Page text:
The United States Patent and Trademark Office (USPTO) has granted Walmart a patent for “shopping facility assistance systems, devices, and methods” - the latest indicator that the American multinational plans to roll out self-driving shopping carts.
Filed by Walmart in March, the patent describes a disc-shaped robotic device with motorized wheels, which transports and navigates the shopping carts through the store. It can move, scan, retrieve, and deliver products; check inventory; connect with customers and more.
In today’s blog, we’re going to examine the growing trend of retail companies investing in automation.
Self-Driving Shopping Carts
Walmart has been criticized by many groups over the years, including labour unions and other groups. In recent months, employees have lashed out at the company for failing to address such workplace issues as low wages, inadequate training and insufficient staffing. Interestingly, the company’s patent application notes that the new technology could succeed in addressing some of these challenges.
But how exactly will it work?
According to the patent, the system uses a combination of sensors, video cameras, a wireless network and a facility circuit system. Customers summon a cart through the Walmart mobile app or by using an in-store Kiosk.
The “motorized transport units”, as they are described in the patent, will then attach to the closest available shopping cart, dock with it and navigate through the store to find its intended target. Once the customer has finished with the cart, the motor detaches and it makes its own way back to the docking area.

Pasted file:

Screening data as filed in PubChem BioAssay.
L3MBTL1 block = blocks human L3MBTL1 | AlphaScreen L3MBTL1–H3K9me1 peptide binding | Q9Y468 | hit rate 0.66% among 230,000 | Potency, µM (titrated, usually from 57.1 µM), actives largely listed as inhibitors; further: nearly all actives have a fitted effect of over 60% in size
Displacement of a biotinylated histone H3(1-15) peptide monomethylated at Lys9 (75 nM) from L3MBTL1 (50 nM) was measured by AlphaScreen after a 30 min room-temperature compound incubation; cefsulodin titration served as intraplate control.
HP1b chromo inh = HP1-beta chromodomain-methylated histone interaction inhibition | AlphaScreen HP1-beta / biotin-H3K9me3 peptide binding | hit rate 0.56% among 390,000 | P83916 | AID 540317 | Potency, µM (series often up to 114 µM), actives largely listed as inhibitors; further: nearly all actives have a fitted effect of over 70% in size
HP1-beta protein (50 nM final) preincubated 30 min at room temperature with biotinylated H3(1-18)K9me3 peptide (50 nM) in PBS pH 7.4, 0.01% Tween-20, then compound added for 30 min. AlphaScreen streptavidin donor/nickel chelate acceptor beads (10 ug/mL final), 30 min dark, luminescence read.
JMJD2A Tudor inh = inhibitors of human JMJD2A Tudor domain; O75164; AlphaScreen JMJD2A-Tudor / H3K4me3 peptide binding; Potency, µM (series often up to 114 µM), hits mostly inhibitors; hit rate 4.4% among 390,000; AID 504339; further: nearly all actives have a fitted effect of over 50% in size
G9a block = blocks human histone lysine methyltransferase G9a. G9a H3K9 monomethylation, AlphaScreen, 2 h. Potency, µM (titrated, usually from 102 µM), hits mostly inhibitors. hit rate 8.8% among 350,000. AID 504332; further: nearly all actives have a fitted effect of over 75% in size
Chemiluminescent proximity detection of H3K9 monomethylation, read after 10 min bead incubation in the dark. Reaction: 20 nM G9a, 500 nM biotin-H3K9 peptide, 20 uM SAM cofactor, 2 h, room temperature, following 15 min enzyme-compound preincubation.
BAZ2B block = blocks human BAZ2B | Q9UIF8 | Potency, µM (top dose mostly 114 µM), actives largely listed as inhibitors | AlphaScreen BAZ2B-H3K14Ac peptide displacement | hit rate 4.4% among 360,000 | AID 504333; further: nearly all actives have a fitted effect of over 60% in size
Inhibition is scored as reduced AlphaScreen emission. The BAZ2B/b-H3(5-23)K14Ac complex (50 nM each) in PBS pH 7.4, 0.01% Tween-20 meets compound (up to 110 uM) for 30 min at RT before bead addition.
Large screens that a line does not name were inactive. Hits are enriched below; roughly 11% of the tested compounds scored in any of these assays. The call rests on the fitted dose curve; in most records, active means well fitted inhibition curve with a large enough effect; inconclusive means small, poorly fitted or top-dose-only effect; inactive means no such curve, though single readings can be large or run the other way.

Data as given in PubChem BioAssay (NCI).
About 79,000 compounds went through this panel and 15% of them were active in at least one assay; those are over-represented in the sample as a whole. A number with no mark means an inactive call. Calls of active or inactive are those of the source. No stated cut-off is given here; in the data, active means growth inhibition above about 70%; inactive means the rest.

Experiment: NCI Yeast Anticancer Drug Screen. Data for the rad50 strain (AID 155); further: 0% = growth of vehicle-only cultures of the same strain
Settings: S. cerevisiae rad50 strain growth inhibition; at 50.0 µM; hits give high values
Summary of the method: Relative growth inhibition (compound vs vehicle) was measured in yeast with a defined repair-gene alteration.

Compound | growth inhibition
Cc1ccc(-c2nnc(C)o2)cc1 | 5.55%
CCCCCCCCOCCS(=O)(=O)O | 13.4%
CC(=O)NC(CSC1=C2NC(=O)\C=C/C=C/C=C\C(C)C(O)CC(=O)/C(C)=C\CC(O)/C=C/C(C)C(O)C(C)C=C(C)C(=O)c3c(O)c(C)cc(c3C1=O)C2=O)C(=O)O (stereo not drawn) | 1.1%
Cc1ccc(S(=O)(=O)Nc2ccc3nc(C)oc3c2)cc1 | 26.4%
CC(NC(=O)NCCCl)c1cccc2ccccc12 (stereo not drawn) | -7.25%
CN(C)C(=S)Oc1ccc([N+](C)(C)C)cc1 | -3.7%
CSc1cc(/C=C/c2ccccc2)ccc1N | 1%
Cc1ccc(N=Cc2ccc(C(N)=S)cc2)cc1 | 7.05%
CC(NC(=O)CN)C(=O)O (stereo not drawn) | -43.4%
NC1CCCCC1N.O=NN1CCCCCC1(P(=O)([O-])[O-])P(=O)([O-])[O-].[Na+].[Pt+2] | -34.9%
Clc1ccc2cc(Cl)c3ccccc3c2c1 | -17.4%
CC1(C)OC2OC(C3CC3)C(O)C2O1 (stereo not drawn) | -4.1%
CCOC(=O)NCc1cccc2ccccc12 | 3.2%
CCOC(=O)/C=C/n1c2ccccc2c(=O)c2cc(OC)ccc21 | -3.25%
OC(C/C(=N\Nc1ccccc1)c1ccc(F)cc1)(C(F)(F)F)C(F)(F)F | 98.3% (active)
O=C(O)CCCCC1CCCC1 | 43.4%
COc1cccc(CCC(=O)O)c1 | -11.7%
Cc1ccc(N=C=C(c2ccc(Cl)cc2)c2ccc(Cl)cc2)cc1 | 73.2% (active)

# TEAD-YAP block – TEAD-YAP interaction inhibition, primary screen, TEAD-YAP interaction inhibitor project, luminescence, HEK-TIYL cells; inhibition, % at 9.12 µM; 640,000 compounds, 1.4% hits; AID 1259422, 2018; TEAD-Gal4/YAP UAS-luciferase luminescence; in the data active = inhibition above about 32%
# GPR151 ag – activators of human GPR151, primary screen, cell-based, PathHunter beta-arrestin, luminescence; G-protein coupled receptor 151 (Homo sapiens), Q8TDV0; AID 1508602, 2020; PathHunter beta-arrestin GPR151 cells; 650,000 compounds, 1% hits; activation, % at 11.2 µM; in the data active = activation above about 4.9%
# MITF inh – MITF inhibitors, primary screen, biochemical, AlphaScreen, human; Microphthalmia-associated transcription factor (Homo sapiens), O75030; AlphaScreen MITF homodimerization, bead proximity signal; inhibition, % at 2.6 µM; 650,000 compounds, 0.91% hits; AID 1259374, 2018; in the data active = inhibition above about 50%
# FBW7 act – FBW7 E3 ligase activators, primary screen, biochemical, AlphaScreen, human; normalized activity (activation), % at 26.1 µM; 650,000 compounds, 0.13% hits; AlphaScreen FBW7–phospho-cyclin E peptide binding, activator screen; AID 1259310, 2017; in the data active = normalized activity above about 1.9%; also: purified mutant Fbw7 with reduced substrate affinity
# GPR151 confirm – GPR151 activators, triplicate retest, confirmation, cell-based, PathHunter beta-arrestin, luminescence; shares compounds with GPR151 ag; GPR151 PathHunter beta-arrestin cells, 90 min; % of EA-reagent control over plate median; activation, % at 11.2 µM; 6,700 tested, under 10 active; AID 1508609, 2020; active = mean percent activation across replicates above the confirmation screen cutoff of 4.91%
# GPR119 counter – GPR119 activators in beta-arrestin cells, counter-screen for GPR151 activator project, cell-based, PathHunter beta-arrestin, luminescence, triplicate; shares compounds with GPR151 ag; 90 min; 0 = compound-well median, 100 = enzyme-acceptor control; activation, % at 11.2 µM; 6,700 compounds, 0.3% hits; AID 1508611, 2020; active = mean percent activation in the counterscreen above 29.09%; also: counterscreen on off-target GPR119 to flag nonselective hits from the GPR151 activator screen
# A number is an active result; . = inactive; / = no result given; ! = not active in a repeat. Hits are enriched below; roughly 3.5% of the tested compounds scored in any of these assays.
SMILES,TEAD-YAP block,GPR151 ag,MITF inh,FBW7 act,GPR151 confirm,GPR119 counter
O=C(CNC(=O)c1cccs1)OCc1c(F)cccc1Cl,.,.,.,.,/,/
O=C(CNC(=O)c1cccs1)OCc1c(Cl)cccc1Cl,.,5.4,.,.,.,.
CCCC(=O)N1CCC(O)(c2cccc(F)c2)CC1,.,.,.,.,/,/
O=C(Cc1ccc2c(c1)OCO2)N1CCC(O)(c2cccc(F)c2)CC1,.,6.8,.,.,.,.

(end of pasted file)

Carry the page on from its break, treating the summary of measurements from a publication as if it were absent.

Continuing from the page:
The benefits of automation are obvious, and Walmart are far from the only company exploring the possibilities.
In August, home improvement retailer Lowe unveiled its own autonomous robot. The “LoweBot” uses a touchscreen. The LoweBot can then guide them to an item using smart laser sensors.
It can also use computer vision to send up-to-date information to store associates, even while it is ushering shoppers around the store. The company say they will roll out the LoweBot at 11 stores in the San Francisco Bay area over the coming months.
Whole Foods have also integrated technology in recent months as a means of reducing costs and targeting millennials. They have introduced iPad kiosks that let customers order food from the on-site kitchen, provide details about wine, provide digital scales for weighing foods and digital price tags.
E-commerce giant Amazon has been embracing automation for some time. Its warehouses - known as fulfilment centers - are using Kiva robots to carry shelves of products to human workers, who then pick what items are being shipped. Deutsche Bank says the machines save the company roughly $22 million at each fulfillment center.
We also talked about Amazon Dash in a recent blog. The company launched its one-click ordering device in the United Kingdom last month, which allows Prime customers to place orders for more than 40 brands at the touch of a button.
As more stores become automated, the technology will likely mean fewer and fewer human employees. But it’s not just the retail sector being hit by automation, it’s a host of others as well. For example, in agriculture experts predict fully automated farms will run with robots picking crops and drones monitoring them.
In healthcare, there is a growing demand for electronic health monitoring devices and self-service checkout technology is on the rise worldwide. Automation has even been making headlines in the fast-food industry in recent months. McDonald’s have rolled out a “Create Your Taste” touchscreen kiosks, on which custom burgers can be built as well as full-menu ordering.
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